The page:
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Both Sides of the Bars | Automatic Expungement: Why It's so Important for People with Conviction Histories

ProducerKhalil Cumberbatch
DescriptionOver 70 million Americans have criminal records which keeps many from accessing basic opportunities, like employment and housing. Due to the prevalence of background checks, many people with past convictions feel they can never move forward with their lives. With 400,000+ New Yorkers arrested on criminal charges each year, the exclusion of people with criminal records from employment opportunities via background checks and other barriers hurts productivity and deprives the workforce of crucial talent. The ACLU estimates that, nationally, excluding individuals with conviction histories from the workforce costs the economy between $78 billion and $87 billion in lost domestic product. Automatic expungement is fundamental to addressing the wrongs of over-policing, excessive prosecution, and racial injustice in our criminal legal system and to reducing the systemic barriers that disproportionately impact low-income individuals of color. In New York City, for example, 48% of those arrested for marijuana possession in 2017 were black, 38% were Latinx, and only 9% were white. In this episode, we talk about the importance of automatic expungement for people with histories of involvement in the criminal legal system. Our guest is Judith Whiting, general counsel for the Community Service Society, a Manhattan-based anti-poverty non-profit.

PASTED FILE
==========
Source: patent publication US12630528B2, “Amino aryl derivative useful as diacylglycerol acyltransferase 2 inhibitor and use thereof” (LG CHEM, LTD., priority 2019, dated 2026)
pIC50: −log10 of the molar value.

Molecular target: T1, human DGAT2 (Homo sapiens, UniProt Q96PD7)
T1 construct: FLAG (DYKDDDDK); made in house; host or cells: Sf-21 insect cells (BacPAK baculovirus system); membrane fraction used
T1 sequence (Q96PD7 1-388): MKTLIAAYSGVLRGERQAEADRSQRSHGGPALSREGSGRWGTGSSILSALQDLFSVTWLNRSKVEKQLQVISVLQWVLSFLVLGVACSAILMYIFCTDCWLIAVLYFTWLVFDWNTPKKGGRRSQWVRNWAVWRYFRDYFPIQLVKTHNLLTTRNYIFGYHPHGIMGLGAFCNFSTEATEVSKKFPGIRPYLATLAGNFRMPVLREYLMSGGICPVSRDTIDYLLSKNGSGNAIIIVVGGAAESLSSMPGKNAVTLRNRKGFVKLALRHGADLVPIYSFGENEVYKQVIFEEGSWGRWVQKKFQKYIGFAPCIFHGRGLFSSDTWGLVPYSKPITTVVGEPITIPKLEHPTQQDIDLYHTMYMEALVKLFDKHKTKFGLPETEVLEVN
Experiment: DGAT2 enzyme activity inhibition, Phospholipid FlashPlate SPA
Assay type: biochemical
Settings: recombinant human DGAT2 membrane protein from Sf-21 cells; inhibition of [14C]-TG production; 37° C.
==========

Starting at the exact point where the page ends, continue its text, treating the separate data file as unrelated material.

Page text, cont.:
DateNovember 18, 2021
Length0:28:02
CategoryCommunity
AiringWednesday, December 14 - 8:30am on CMAC 1